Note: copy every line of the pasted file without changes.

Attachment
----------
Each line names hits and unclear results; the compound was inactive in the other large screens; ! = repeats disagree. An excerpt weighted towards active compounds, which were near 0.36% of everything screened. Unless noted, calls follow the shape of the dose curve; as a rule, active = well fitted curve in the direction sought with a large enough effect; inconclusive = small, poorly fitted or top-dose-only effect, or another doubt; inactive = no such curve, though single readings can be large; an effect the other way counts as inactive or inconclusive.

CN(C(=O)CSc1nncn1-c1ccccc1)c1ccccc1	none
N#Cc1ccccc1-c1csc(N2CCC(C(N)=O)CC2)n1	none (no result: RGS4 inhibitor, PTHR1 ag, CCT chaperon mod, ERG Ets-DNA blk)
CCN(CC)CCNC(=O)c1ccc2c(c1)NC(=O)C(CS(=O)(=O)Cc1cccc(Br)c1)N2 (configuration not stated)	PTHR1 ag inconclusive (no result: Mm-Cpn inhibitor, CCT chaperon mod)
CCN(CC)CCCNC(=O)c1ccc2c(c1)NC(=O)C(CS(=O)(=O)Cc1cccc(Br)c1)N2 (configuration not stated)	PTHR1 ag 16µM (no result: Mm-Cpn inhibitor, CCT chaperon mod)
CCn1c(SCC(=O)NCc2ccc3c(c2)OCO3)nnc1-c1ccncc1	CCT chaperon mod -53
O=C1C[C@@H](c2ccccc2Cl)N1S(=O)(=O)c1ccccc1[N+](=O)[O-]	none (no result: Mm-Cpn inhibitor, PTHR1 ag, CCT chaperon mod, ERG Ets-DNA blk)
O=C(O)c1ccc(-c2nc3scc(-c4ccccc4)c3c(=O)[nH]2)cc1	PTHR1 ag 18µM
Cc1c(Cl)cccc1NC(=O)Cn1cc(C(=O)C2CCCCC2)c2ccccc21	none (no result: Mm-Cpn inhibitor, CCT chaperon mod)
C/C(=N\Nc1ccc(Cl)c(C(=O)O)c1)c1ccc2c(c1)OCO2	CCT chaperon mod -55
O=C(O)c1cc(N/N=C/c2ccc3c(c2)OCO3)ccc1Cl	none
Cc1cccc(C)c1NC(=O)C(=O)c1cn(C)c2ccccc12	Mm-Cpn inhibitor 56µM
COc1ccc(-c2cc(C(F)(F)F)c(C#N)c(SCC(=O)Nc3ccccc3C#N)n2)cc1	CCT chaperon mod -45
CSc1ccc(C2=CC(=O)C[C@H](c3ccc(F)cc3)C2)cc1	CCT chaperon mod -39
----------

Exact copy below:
Each line names hits and unclear results; the compound was inactive in the other large screens; ! = repeats disagree. An excerpt weighted towards active compounds, which were near 0.36% of everything screened. Unless noted, calls follow the shape of the dose curve; as a rule, active = well fitted curve in the direction sought with a large enough effect; inconclusive = small, poorly fitted or top-dose-only effect, or another doubt; inactive = no such curve, though single readings can be large; an effect the other way counts as inactive or inconclusive.

CN(C(=O)CSc1nncn1-c1ccccc1)c1ccccc1	none
N#Cc1ccccc1-c1csc(N2CCC(C(N)=O)CC2)n1	none (no result: RGS4 inhibitor, PTHR1 ag, CCT chaperon mod, ERG Ets-DNA blk)
CCN(CC)CCNC(=O)c1ccc2c(c1)NC(=O)C(CS(=O)(=O)Cc1cccc(Br)c1)N2 (configuration not stated)	PTHR1 ag inconclusive (no result: Mm-Cpn inhibitor, CCT chaperon mod)
CCN(CC)CCCNC(=O)c1ccc2c(c1)NC(=O)C(CS(=O)(=O)Cc1cccc(Br)c1)N2 (configuration not stated)	PTHR1 ag 16µM (no result: Mm-Cpn inhibitor, CCT chaperon mod)
CCn1c(SCC(=O)NCc2ccc3c(c2)OCO3)nnc1-c1ccncc1	CCT chaperon mod -53
O=C1C[C@@H](c2ccccc2Cl)N1S(=O)(=O)c1ccccc1[N+](=O)[O-]	none (no result: Mm-Cpn inhibitor, PTHR1 ag, CCT chaperon mod, ERG Ets-DNA blk)
O=C(O)c1ccc(-c2nc3scc(-c4ccccc4)c3c(=O)[nH]2)cc1	PTHR1 ag 18µM
Cc1c(Cl)cccc1NC(=O)Cn1cc(C(=O)C2CCCCC2)c2ccccc21	none (no result: Mm-Cpn inhibitor, CCT chaperon mod)
C/C(=N\Nc1ccc(Cl)c(C(=O)O)c1)c1ccc2c(c1)OCO2	CCT chaperon mod -55
O=C(O)c1cc(N/N=C/c2ccc3c(c2)OCO3)ccc1Cl	none
Cc1cccc(C)c1NC(=O)C(=O)c1cn(C)c2ccccc12	Mm-Cpn inhibitor 56µM
COc1ccc(-c2cc(C(F)(F)F)c(C#N)c(SCC(=O)Nc3ccccc3C#N)n2)cc1	CCT chaperon mod -45
CSc1ccc(C2=CC(=O)C[C@H](c3ccc(F)cc3)C2)cc1	CCT chaperon mod -39